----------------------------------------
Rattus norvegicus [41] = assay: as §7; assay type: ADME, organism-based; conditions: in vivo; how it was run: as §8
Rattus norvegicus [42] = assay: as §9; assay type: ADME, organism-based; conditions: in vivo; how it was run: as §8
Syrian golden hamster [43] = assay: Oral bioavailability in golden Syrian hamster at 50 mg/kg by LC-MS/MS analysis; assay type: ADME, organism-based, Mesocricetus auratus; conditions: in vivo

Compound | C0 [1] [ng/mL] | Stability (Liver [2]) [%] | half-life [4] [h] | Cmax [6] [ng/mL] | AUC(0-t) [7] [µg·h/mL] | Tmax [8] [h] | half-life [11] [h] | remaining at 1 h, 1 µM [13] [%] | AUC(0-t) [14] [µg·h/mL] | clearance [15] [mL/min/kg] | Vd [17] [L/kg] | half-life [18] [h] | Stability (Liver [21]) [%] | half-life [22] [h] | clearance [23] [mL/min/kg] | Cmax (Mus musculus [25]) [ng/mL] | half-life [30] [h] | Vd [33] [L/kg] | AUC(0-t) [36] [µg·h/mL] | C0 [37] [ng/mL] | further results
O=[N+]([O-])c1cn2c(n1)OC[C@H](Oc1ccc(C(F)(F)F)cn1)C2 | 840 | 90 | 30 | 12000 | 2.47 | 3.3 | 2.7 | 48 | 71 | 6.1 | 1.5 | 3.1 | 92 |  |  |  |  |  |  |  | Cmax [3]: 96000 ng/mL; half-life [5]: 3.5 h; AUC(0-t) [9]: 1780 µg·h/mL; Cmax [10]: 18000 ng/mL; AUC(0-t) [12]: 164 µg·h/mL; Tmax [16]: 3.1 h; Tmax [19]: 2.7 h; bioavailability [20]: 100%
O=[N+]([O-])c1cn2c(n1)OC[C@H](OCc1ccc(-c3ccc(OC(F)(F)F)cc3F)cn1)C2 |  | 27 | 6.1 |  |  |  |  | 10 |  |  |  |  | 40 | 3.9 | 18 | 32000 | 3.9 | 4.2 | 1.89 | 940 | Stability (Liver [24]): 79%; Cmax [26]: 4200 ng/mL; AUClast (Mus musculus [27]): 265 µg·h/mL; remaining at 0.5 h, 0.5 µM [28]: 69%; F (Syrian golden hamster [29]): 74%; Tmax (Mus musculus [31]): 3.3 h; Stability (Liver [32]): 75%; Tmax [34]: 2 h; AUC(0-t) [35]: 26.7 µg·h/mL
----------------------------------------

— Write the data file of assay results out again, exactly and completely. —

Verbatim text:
Rattus norvegicus [41] = assay: as §7; assay type: ADME, organism-based; conditions: in vivo; how it was run: as §8
Rattus norvegicus [42] = assay: as §9; assay type: ADME, organism-based; conditions: in vivo; how it was run: as §8
Syrian golden hamster [43] = assay: Oral bioavailability in golden Syrian hamster at 50 mg/kg by LC-MS/MS analysis; assay type: ADME, organism-based, Mesocricetus auratus; conditions: in vivo

Compound | C0 [1] [ng/mL] | Stability (Liver [2]) [%] | half-life [4] [h] | Cmax [6] [ng/mL] | AUC(0-t) [7] [µg·h/mL] | Tmax [8] [h] | half-life [11] [h] | remaining at 1 h, 1 µM [13] [%] | AUC(0-t) [14] [µg·h/mL] | clearance [15] [mL/min/kg] | Vd [17] [L/kg] | half-life [18] [h] | Stability (Liver [21]) [%] | half-life [22] [h] | clearance [23] [mL/min/kg] | Cmax (Mus musculus [25]) [ng/mL] | half-life [30] [h] | Vd [33] [L/kg] | AUC(0-t) [36] [µg·h/mL] | C0 [37] [ng/mL] | further results
O=[N+]([O-])c1cn2c(n1)OC[C@H](Oc1ccc(C(F)(F)F)cn1)C2 | 840 | 90 | 30 | 12000 | 2.47 | 3.3 | 2.7 | 48 | 71 | 6.1 | 1.5 | 3.1 | 92 |  |  |  |  |  |  |  | Cmax [3]: 96000 ng/mL; half-life [5]: 3.5 h; AUC(0-t) [9]: 1780 µg·h/mL; Cmax [10]: 18000 ng/mL; AUC(0-t) [12]: 164 µg·h/mL; Tmax [16]: 3.1 h; Tmax [19]: 2.7 h; bioavailability [20]: 100%
O=[N+]([O-])c1cn2c(n1)OC[C@H](OCc1ccc(-c3ccc(OC(F)(F)F)cc3F)cn1)C2 |  | 27 | 6.1 |  |  |  |  | 10 |  |  |  |  | 40 | 3.9 | 18 | 32000 | 3.9 | 4.2 | 1.89 | 940 | Stability (Liver [24]): 79%; Cmax [26]: 4200 ng/mL; AUClast (Mus musculus [27]): 265 µg·h/mL; remaining at 0.5 h, 0.5 µM [28]: 69%; F (Syrian golden hamster [29]): 74%; Tmax (Mus musculus [31]): 3.3 h; Stability (Liver [32]): 75%; Tmax [34]: 2 h; AUC(0-t) [35]: 26.7 µg·h/mL